This timely textprovides a comprehensive overview of the dramatic and rapidly evolving issues confronting the cities of North America. Metropolitan areas throughout the United States and Canada face a range of dynamic and complex concerns—including the redistribution of economic activities, the continued decline of manufacturing, and a global growth in services. The contributors provide compelling examples: Inner cities have experienced both gentrification and continued areas of segregation and poverty. Downtown revitalization has created urban spectacles that include festivals, marketplaces, and sports stadiums. Older, inner-ring suburbs now confront decline and increased poverty, while the outer-ring suburbs and exurbs continue to expand, devouring green space.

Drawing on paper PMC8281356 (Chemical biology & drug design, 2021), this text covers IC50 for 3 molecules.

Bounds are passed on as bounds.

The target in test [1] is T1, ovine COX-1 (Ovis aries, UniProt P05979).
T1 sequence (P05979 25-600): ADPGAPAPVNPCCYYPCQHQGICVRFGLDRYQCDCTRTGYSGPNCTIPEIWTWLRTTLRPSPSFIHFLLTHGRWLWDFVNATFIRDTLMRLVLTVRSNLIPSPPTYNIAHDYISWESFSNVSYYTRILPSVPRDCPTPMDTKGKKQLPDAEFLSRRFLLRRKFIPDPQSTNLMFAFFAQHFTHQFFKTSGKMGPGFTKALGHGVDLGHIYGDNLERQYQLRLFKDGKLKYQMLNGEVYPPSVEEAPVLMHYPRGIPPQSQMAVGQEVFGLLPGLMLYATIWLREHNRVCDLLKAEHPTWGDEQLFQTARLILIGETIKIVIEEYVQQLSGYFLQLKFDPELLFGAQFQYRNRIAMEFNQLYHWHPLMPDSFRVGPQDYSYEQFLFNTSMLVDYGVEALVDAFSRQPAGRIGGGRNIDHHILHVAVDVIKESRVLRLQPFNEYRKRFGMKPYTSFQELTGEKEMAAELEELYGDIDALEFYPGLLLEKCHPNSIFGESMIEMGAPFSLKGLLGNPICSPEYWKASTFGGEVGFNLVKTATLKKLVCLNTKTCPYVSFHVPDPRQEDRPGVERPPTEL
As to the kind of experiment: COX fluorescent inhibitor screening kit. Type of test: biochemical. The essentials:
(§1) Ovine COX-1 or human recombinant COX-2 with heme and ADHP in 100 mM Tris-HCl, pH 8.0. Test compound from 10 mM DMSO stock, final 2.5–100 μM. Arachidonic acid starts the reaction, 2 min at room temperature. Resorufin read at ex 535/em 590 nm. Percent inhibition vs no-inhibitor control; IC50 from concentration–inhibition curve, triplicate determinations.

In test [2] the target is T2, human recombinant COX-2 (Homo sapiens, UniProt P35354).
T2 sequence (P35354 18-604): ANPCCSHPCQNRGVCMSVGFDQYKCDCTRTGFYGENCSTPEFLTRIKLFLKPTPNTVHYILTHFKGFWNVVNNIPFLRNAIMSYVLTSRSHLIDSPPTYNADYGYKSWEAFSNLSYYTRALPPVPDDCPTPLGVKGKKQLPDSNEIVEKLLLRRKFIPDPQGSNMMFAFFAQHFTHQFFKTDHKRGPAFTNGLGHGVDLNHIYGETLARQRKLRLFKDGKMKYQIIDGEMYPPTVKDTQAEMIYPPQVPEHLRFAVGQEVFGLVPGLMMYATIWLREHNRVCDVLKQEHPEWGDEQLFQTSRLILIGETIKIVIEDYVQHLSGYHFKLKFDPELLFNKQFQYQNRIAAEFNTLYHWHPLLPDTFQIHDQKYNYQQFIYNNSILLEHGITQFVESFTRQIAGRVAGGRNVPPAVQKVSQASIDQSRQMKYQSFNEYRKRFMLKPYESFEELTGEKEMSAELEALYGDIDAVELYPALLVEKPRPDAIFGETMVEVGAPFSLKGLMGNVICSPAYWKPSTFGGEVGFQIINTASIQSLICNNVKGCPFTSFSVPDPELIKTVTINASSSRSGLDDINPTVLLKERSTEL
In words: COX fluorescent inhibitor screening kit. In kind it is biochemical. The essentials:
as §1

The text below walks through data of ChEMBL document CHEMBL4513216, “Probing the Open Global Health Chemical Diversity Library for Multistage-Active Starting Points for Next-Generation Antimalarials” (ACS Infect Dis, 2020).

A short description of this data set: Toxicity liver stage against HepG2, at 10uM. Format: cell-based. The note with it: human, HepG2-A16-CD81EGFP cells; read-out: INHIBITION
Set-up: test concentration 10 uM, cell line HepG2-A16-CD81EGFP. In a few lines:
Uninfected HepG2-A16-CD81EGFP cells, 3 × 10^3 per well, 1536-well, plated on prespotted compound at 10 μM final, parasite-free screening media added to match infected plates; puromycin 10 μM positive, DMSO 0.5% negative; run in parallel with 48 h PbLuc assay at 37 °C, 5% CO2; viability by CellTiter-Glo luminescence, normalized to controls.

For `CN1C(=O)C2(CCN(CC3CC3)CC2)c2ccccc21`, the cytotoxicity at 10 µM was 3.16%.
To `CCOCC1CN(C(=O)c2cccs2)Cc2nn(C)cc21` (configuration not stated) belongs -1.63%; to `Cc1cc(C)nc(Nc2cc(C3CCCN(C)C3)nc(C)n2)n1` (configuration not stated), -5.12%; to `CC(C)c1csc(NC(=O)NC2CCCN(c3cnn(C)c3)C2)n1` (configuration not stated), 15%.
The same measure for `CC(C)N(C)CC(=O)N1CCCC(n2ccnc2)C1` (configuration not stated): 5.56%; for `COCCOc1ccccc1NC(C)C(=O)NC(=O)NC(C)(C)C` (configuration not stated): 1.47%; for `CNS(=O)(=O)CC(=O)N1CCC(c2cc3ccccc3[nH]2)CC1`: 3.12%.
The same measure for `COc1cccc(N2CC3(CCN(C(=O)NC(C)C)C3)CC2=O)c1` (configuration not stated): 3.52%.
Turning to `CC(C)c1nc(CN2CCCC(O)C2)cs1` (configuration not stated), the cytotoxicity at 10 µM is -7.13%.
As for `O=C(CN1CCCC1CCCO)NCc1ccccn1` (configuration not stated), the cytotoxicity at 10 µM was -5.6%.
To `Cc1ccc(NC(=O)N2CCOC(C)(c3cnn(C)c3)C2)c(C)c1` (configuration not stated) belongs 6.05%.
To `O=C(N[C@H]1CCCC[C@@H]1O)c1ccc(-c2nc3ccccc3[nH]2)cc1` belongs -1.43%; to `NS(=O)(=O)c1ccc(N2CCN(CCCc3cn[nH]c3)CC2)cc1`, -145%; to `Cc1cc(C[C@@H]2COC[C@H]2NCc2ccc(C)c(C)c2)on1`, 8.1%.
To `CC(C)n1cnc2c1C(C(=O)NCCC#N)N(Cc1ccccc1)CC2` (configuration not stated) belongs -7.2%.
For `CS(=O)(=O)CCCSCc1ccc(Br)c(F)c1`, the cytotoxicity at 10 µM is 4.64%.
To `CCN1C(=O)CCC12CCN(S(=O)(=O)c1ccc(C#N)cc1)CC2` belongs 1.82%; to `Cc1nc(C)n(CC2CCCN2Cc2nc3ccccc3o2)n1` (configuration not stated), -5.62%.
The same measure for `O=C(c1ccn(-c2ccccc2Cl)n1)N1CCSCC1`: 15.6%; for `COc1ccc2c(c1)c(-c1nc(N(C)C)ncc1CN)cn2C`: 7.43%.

The book explores how the combined processes of urbanization and globalization have added new responsibilities for city governments at the same time leaders are grappling with planning, economic development and finance, justice, equity, and social cohesion. Cities have become the stage upon which new forms of ethnic, racial, and sexual identities are constructed and reconstructed. They are also connected to wider ecological processes as urban spaces are compromised by manmade and natural disasters alike.
Introducing contemporary spatial arrangements and distributions of activities in metropolitan areas, this clear and accessible book covers economic, social, political, and ecological changes. It is also the only text to include the physical geography of urban areas. Bringing together leading geographers, it will be an ideal resource for courses on urban geography and geography of the city.
Contributions by: Matthew Anderson, Lisa Benton-Short, Geoff Buckley, Christopher DeSousa, Bernadette Hanlon, Amanda Huron, Yeong-Hyun Kim, Nathaniel M. Lewis, Robert Lewis, Deborah Martin, Lindsey Sutton, John Tiefenbacher, Thomas J. Vicino, Katie Wells, and David Wilson.